“I like both,” he says candidly. “And I have to give you a very obvious analogy. Sometimes it’s very nice to have an orange, and other times it’s very nice to eat an apple.

“At the college in Dundee, they wanted to teach you dark room, and prints were a very important thing in my life. So, to this day, we are in-house with prints. We never send prints out, which is not very common.

Golden Boy, New York City, 1990
Sebastian in Issey Miyake, New York City, 1989

“If you know darkroom [work], you can enter the darkroom in the morning. Maybe you haven’t had a cup of coffee, yet you go into the dark room in the morning. Perhaps a good exposure on a piece of silver paper is 30 seconds. Maybe you make a mistake as it’s early in the morning, and you give it an exposure of one minute. In other words, one stop too much, 30 seconds too much.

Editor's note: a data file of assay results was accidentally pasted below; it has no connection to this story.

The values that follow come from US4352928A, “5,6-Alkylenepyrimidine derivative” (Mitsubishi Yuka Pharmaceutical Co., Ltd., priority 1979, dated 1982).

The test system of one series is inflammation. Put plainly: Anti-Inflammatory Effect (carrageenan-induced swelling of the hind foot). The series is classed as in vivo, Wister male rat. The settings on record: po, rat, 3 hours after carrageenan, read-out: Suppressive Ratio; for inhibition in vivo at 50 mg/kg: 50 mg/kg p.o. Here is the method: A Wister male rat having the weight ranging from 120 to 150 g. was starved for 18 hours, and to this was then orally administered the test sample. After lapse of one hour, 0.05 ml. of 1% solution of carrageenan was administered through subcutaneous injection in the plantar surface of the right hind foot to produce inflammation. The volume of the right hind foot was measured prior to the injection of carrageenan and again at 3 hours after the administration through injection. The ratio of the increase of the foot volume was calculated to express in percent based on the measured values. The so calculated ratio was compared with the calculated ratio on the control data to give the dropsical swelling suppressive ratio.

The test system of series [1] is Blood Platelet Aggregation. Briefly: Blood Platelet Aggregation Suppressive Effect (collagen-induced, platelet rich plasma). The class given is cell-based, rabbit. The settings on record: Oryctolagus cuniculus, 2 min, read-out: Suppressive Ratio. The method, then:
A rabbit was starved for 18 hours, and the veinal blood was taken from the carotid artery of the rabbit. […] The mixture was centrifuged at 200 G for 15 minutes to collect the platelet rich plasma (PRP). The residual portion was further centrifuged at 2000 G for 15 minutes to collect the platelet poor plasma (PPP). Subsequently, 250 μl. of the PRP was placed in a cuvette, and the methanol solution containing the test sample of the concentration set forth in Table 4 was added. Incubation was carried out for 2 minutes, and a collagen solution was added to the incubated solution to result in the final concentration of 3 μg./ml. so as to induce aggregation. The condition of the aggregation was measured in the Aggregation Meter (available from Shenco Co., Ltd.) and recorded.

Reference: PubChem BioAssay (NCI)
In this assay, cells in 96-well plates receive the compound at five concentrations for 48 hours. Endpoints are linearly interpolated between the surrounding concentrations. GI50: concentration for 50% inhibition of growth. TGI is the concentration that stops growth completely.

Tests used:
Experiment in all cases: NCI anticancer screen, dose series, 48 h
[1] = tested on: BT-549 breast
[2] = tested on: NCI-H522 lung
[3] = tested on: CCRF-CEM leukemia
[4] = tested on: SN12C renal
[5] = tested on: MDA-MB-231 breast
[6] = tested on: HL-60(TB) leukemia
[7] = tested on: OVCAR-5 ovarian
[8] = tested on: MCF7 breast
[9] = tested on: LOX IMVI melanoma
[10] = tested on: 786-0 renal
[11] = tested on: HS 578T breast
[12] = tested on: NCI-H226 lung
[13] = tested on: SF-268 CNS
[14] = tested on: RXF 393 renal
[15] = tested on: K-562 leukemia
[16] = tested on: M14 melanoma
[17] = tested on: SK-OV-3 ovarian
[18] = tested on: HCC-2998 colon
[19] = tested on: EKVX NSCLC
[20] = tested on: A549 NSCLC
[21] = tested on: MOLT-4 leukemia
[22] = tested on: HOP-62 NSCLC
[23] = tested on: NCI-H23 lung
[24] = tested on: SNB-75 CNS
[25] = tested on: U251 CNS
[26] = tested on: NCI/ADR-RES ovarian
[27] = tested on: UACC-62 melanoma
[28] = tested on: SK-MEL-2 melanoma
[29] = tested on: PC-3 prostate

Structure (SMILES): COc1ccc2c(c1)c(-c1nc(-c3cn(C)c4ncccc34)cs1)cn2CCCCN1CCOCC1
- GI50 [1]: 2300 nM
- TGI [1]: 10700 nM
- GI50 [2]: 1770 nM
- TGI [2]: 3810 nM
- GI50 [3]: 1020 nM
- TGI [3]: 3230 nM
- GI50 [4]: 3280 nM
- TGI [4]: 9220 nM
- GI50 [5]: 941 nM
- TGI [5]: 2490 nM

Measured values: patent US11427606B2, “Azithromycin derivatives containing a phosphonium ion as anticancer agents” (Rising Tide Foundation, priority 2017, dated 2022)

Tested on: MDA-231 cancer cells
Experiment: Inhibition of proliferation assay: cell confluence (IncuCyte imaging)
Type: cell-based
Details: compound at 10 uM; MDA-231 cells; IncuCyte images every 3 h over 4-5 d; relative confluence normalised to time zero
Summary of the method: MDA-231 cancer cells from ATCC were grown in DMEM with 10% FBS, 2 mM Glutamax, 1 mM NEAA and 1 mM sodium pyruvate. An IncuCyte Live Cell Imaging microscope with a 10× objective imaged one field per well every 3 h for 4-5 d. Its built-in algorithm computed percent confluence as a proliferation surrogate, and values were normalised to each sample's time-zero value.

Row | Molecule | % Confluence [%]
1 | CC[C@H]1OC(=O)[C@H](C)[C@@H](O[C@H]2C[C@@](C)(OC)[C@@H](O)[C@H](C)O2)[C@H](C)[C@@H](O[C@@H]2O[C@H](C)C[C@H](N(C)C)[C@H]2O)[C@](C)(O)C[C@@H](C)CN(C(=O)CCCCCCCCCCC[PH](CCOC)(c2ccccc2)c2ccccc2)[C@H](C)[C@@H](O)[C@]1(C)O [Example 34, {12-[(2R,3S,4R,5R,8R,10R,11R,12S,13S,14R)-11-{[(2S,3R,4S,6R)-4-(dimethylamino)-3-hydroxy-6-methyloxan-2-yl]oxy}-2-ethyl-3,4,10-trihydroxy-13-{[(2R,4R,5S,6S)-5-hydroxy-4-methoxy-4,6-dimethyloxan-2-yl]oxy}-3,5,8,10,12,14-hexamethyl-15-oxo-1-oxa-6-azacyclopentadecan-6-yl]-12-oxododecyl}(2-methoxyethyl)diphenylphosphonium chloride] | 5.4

“It goes into the developer. We always had the philosophy that even if a print came up too quickly with too much exposure, you always fully develop the piece of paper for three and a half to four minutes. Even if you know you made a mistake because then you take the print through acetic acid and into a wash, and then you put the print, which maybe is too dark on a board…there is a mystery about this print.

“I can reveal certain aspects of this print to make it acceptable, but I’m gonna hold on to the one-minute exposure in parts of the print, and I will lift it, so yes, it’s dark, but it has a beauty to its richness, a strangeness and a certain kind of romance maybe even about it. No decision like that can ever be made by a printer [in a remote lab].

Watson has studied the Zone System of Ansel Adams [a photographic technique for determining optimal film exposure and development, created by Ansel Adams and Fred Archer] but does not think highly of it.